A tree holds its history within. Growth rings mark the passage of time, striations tell of dry seasons and disease or springtime’s sap rising. Through the hands of a skilled woodworker, these imperfections become art.
Woodcraft is an art form that dates to the sixth century. The use of wood is an element so primal, it’s virtually impossible to imagine how our lives would exist without it. Working with wood is not simply fashioning lumber into a shelter or a chair. Yes, wood can build a table, a house, a bookshelf, but in the hands of an artist, it also can be carefully and creatively manipulated into bowls, sculptures, and singular works of art.
Eight years ago, Greenville resident Chris Willey, longtime woodworker and tinkerer, had grown tired of his typical cabinetry projects and purchased a $300 lathe to fiddle around with, hoping to spark inspiration for his engineering brain. After getting the hang of creating round objects from solid wood, he couldn’t help thinking, “How many wooden bowls can a person use, anyway?” There had to be more.
A YouTube video by woodturner Malcolm Tibbets introduced him to the concept of segmented turning, which satisfied Willey’s longing to apply geometry to his latent creativity. “Segmented turning involves taking smaller pieces of wood to make larger structures,” he explains. “Typically, a series of wedge-shaped pieces are glued together to make a polygon ring, and this ring can then be turned on the lathe. Stacking multiple rings forms the overall object, and the possibilities are endless.” Segmented wood turning is visible math, an optical illusion.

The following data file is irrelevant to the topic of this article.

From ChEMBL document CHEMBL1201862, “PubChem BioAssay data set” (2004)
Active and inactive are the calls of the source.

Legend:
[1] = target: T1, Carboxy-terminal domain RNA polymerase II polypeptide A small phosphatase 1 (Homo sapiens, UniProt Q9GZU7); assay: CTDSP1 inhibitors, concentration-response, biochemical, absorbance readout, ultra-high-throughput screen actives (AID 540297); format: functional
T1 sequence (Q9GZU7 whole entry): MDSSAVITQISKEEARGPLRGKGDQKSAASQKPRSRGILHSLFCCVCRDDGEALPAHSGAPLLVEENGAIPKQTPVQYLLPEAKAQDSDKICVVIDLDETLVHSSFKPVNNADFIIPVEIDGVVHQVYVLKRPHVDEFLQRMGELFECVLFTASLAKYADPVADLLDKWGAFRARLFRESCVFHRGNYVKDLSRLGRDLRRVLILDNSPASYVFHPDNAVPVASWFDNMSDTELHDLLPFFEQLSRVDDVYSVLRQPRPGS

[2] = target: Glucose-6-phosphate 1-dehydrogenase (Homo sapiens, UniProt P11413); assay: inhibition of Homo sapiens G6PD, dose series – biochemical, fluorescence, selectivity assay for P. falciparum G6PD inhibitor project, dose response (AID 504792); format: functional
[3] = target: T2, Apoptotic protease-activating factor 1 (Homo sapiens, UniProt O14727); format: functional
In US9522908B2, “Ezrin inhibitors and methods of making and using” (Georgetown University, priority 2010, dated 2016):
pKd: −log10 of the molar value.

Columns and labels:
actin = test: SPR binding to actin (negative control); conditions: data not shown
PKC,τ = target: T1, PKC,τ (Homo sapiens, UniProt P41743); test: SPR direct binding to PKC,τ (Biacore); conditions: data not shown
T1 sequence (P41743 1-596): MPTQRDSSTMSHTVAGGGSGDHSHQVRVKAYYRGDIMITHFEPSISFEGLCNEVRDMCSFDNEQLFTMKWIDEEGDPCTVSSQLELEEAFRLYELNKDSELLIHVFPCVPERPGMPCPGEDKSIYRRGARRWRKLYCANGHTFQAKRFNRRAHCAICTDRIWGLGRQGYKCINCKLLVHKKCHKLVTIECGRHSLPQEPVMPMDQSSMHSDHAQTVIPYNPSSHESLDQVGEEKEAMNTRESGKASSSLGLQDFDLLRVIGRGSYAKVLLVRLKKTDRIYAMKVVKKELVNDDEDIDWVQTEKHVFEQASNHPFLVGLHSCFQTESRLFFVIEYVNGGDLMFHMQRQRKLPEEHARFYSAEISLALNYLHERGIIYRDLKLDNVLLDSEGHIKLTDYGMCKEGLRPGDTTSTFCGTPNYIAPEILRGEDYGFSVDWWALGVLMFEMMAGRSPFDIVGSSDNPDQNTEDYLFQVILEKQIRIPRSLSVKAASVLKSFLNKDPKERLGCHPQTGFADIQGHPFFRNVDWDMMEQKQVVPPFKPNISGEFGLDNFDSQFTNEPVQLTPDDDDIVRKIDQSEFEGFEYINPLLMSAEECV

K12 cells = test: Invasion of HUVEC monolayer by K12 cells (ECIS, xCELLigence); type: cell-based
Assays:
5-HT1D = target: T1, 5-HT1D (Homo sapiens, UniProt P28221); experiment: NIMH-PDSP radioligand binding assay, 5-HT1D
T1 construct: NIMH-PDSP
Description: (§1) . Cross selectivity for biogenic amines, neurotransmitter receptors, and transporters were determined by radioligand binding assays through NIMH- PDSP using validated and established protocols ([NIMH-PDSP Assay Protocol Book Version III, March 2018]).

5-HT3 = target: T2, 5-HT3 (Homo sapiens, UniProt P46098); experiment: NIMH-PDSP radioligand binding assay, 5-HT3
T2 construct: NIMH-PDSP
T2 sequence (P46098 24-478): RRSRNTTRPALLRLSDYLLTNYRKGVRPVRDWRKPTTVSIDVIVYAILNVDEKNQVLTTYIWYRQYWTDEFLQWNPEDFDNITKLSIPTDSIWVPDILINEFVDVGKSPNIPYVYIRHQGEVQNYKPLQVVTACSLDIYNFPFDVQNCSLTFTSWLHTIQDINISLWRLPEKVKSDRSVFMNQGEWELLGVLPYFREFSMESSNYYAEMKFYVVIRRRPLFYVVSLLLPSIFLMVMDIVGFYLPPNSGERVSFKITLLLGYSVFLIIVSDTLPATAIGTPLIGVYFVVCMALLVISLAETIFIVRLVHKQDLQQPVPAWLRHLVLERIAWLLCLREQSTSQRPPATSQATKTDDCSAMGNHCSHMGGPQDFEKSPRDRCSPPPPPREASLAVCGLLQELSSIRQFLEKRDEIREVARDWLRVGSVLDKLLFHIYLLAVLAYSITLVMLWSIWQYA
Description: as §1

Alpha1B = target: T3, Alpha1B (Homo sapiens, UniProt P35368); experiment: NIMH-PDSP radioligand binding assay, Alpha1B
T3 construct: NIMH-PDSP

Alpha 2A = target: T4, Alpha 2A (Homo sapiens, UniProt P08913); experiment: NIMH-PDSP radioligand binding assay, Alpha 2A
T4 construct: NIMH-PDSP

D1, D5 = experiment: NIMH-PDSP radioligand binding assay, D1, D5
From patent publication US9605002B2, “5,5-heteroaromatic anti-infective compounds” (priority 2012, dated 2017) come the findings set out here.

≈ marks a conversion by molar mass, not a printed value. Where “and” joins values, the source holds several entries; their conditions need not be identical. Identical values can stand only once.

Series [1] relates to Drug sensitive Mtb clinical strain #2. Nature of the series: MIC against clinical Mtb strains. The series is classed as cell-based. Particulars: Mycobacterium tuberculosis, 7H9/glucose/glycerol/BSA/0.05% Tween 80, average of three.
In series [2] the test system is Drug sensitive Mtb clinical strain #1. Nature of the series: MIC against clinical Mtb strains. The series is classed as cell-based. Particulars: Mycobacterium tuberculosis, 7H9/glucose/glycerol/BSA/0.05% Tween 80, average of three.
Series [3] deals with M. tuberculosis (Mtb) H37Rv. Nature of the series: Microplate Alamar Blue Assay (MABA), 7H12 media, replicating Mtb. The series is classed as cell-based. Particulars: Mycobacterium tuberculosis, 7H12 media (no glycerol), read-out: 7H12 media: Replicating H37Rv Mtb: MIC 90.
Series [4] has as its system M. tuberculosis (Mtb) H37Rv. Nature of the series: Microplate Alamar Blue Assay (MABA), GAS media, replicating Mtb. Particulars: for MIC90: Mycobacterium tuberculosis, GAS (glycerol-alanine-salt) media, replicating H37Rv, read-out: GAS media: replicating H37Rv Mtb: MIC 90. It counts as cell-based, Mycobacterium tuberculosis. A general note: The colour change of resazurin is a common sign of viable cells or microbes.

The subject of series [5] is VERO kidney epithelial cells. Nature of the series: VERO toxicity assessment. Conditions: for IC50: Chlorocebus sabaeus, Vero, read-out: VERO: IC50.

Observing someone using a lathe is as satisfying as watching a potter on a wheel. As if by magic, a clunky chunk of maple morphs into smooth, curving silhouettes as the wood shavings fly—the hard dry wood seems as malleable as wet clay. What was once angular and splintered becomes impossibly silky, rich, and undulating—the mind can’t compute: How on earth did they do that?
“It is very comforting and relaxing to work with wood, and I never get tired of someone asking me if they can pick it up, and how in the world did I make it,” Willey says. “It is fun to explain the process and see their ‘aha moment’ when it finally clicks.”
It’s that spark of wonder that elevates Willey’s work into an approachable art form. And with such delight too—he has fun with the work, attempting new ideas just for the sake of trying. His engineer brain is used to great advantage as he figures out inlays and structures: a giant egg, a baby rattle, a wooden football. It’s impossible not to reach out and touch the smooth surfaces, to marvel at the unique grains and natural color variations in each piece: a deeper layer, another story.
“I hope that my art communicates possibility and creativity. I want people to look at my art and ponder how it was made, especially the organic shapes like a double torus or a ribbon shape. I like that it is art you can pick up and feel. There is a warmth and connectivity between humans and wood.”
See more of Chris’s work at greenvillearts.com/artist/chris-willey. Photography by Will Crooks & Paul Mehaffey.